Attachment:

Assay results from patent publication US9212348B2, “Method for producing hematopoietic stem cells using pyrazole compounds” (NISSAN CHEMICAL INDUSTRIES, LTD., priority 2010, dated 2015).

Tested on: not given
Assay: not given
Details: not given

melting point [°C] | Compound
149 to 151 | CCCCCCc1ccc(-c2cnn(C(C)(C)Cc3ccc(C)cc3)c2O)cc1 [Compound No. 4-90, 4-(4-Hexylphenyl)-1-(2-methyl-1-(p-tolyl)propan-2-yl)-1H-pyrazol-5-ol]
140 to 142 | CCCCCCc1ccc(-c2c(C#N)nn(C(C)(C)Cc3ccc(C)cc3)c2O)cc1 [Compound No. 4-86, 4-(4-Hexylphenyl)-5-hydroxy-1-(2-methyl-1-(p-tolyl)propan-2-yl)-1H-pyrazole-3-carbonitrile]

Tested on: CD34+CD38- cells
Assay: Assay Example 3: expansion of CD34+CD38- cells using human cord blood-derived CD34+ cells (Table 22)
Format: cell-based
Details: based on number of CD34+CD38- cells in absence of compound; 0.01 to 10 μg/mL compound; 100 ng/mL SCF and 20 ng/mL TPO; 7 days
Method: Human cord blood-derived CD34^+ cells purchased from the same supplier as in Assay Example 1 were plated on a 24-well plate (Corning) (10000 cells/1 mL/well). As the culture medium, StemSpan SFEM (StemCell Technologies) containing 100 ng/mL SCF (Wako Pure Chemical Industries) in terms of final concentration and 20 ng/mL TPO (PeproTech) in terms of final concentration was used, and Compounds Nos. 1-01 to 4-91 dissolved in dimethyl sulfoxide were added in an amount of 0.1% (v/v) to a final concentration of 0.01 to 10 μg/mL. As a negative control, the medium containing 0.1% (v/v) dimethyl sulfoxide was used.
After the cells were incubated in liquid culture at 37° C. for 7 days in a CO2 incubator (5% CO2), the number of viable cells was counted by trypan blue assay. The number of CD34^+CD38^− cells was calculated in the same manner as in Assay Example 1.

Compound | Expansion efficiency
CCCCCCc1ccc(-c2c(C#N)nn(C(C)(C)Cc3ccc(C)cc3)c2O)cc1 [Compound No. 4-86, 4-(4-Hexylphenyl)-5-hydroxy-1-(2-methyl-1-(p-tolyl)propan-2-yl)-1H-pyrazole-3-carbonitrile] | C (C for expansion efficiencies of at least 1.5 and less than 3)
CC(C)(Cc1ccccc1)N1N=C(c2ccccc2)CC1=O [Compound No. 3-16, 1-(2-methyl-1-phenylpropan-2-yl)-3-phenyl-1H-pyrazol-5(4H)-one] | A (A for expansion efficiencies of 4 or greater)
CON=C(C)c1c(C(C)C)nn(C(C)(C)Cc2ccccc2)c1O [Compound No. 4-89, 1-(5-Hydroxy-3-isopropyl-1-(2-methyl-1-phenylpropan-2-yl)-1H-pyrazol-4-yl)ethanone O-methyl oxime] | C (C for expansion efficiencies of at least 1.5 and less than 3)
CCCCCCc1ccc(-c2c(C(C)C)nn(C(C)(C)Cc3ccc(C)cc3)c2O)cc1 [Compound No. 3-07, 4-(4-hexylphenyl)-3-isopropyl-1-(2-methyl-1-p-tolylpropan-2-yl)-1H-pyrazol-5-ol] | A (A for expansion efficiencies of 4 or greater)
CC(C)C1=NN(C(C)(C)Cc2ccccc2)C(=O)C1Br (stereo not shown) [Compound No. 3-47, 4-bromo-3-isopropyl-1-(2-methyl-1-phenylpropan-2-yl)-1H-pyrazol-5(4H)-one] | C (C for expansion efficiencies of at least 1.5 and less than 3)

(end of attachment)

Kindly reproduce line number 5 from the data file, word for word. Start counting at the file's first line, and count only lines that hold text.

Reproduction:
melting point [°C] | Compound